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With the recent heat domes, these nights with “jungle-like” humidity are becoming more commonplace. 


He attributes some of this to bigger cities with high density and little green space. Built-up surfaces like buildings and roads tend to absorb solar radiation and release it as heat, reducing nighttime cooling during heat waves.

Wind is also reduced at night and cloud cover keeps heat contained and prevents heat from escaping. All of this is then exacerbated by more frequent and longer-lasting heat events due to climate change.

WATCH | What happens in a heat dome:

What is a heat dome? A climatologist breaks it down

Dave Phillips, senior climatologist with Environment Canada, explains what conditions create a heat dome and how ‘oppressive and sultry’ temperatures get locked in for days.

While Phillips acknowledges that 24 C doesn’t sound bad during the daytime, the feeling is exacerbated at night, when the winds die down and humidity lingers.

“That’s when it becomes a real health issue,” Phillips said. “Most deaths from heat waves occur from exposure to heat at night.”

He added that the number of recorded deaths due to heat may be underestimated due to underlying health conditions.


Heat carries health risks

“Nighttime is when people are trying to sleep and we know that worse sleep is linked over the long term to increased risk of mental health issues and problems with cognition,” said Dr. Melissa Lem, Canadian Association of Physicians for the Environment president.

To Lem, being exposed to extreme heat is like a marathon.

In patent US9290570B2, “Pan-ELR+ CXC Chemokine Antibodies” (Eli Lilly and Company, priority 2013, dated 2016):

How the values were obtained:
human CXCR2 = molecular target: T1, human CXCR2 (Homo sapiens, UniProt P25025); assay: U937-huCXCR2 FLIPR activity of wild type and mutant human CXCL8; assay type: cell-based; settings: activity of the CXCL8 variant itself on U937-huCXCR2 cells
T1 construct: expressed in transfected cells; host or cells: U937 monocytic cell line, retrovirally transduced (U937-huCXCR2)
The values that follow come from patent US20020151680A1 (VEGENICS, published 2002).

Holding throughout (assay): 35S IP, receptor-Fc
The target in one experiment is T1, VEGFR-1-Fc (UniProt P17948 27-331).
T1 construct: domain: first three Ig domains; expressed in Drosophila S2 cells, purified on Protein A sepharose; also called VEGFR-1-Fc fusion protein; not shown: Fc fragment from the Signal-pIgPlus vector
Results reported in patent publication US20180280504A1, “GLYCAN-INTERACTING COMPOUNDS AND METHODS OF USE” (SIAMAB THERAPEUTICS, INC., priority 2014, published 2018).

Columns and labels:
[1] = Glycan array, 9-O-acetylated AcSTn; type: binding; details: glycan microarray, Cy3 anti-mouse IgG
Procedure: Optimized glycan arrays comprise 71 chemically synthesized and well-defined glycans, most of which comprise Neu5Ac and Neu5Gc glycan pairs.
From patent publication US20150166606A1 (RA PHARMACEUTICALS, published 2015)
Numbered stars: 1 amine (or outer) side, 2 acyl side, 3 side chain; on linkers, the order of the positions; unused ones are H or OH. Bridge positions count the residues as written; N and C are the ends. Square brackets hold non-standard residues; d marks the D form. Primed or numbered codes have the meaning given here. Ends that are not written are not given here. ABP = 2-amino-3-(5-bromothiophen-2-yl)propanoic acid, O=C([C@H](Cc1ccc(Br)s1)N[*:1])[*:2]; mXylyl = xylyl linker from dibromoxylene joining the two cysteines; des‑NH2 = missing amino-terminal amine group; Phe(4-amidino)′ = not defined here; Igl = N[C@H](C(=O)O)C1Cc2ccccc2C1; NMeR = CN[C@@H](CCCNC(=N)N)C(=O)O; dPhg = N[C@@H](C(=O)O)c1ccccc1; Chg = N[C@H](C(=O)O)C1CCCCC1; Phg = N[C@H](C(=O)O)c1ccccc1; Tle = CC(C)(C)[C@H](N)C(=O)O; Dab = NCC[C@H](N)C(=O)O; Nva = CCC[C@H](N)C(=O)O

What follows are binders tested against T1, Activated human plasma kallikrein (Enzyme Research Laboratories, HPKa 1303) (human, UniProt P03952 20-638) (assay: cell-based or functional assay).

“It makes your body, heart and lungs have to work extra hard to keep your body healthy,” she said. “If you’re hot overnight, you’re essentially running that marathon around the clock, and your body doesn’t get that chance to recover from the daytime stresses.”

Having lived in units without air conditioning, Lem is familiar with extreme heat exposure. “It really affected my cognition, my sharpness and my ability to focus on patient care,” she said. 

Table identifying signs of heat exhaustion and heat stroke

She’s known surgeons who booked air-conditioned hotels to ensure they were sharp for the next day, but recognizes it’s not an option for everyone. This is why she believes in government policy to ensure everyone has access to indoor cooling, whether they own or rent.

“When there are heat waves, we see increased rates of domestic violence and also increased rates of car crashes — not only does heat make people more volatile, but if you’re not getting that sleep overnight, it just compounds it.”

Tips for staying cool

Keeping a cool core body temperature is essential. Phillips and Lem recommend:


They also emphasize checking on family, friends, relatives and neighbours. Often heat-related deaths occur from people living alone, especially the elderly.

“There are ways that we can adapt to this extreme heat,” said Phillips. “It’s not just giving everybody air conditioning, but looking in on people, all-night cooling centres and a buddy system.”

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